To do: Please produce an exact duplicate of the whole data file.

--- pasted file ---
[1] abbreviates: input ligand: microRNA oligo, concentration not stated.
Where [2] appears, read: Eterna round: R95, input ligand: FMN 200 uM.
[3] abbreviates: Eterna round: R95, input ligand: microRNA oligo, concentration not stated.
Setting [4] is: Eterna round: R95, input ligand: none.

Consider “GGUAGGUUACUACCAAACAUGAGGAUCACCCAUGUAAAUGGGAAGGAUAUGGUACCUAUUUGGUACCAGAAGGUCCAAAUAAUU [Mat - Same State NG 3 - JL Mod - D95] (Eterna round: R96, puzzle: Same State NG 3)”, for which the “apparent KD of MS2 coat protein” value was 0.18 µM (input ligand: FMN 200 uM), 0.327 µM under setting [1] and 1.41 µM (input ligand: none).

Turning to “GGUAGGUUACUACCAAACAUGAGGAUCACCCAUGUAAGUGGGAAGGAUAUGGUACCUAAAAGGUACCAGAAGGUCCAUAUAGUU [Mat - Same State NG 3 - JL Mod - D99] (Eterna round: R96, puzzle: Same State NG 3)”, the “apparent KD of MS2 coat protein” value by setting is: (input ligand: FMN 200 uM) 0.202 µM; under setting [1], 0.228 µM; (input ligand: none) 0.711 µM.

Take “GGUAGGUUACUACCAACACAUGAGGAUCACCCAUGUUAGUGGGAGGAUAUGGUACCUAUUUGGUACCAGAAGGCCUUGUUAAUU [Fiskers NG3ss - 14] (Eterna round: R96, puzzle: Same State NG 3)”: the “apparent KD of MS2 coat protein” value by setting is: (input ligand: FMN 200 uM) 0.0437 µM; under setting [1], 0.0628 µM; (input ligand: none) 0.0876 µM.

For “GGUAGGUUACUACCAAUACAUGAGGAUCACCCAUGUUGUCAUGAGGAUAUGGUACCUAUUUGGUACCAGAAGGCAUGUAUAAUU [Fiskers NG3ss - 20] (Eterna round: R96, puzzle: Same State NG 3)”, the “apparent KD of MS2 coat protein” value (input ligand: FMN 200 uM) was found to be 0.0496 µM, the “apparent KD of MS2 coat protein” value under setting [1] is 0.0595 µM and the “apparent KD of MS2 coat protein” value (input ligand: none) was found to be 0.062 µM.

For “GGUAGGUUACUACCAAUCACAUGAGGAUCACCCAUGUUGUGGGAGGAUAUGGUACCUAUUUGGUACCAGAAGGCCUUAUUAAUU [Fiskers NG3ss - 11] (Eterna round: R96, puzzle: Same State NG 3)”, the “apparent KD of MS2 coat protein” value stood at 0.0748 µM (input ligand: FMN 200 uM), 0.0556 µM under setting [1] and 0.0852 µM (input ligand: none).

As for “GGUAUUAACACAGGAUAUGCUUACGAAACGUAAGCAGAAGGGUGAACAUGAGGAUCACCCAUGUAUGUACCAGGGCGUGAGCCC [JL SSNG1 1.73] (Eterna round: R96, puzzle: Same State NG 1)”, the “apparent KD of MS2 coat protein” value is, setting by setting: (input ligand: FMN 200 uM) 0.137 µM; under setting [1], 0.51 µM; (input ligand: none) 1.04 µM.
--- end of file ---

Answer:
[1] abbreviates: input ligand: microRNA oligo, concentration not stated.
Where [2] appears, read: Eterna round: R95, input ligand: FMN 200 uM.
[3] abbreviates: Eterna round: R95, input ligand: microRNA oligo, concentration not stated.
Setting [4] is: Eterna round: R95, input ligand: none.

Consider “GGUAGGUUACUACCAAACAUGAGGAUCACCCAUGUAAAUGGGAAGGAUAUGGUACCUAUUUGGUACCAGAAGGUCCAAAUAAUU [Mat - Same State NG 3 - JL Mod - D95] (Eterna round: R96, puzzle: Same State NG 3)”, for which the “apparent KD of MS2 coat protein” value was 0.18 µM (input ligand: FMN 200 uM), 0.327 µM under setting [1] and 1.41 µM (input ligand: none).

Turning to “GGUAGGUUACUACCAAACAUGAGGAUCACCCAUGUAAGUGGGAAGGAUAUGGUACCUAAAAGGUACCAGAAGGUCCAUAUAGUU [Mat - Same State NG 3 - JL Mod - D99] (Eterna round: R96, puzzle: Same State NG 3)”, the “apparent KD of MS2 coat protein” value by setting is: (input ligand: FMN 200 uM) 0.202 µM; under setting [1], 0.228 µM; (input ligand: none) 0.711 µM.

Take “GGUAGGUUACUACCAACACAUGAGGAUCACCCAUGUUAGUGGGAGGAUAUGGUACCUAUUUGGUACCAGAAGGCCUUGUUAAUU [Fiskers NG3ss - 14] (Eterna round: R96, puzzle: Same State NG 3)”: the “apparent KD of MS2 coat protein” value by setting is: (input ligand: FMN 200 uM) 0.0437 µM; under setting [1], 0.0628 µM; (input ligand: none) 0.0876 µM.

For “GGUAGGUUACUACCAAUACAUGAGGAUCACCCAUGUUGUCAUGAGGAUAUGGUACCUAUUUGGUACCAGAAGGCAUGUAUAAUU [Fiskers NG3ss - 20] (Eterna round: R96, puzzle: Same State NG 3)”, the “apparent KD of MS2 coat protein” value (input ligand: FMN 200 uM) was found to be 0.0496 µM, the “apparent KD of MS2 coat protein” value under setting [1] is 0.0595 µM and the “apparent KD of MS2 coat protein” value (input ligand: none) was found to be 0.062 µM.

For “GGUAGGUUACUACCAAUCACAUGAGGAUCACCCAUGUUGUGGGAGGAUAUGGUACCUAUUUGGUACCAGAAGGCCUUAUUAAUU [Fiskers NG3ss - 11] (Eterna round: R96, puzzle: Same State NG 3)”, the “apparent KD of MS2 coat protein” value stood at 0.0748 µM (input ligand: FMN 200 uM), 0.0556 µM under setting [1] and 0.0852 µM (input ligand: none).

As for “GGUAUUAACACAGGAUAUGCUUACGAAACGUAAGCAGAAGGGUGAACAUGAGGAUCACCCAUGUAUGUACCAGGGCGUGAGCCC [JL SSNG1 1.73] (Eterna round: R96, puzzle: Same State NG 1)”, the “apparent KD of MS2 coat protein” value is, setting by setting: (input ligand: FMN 200 uM) 0.137 µM; under setting [1], 0.51 µM; (input ligand: none) 1.04 µM.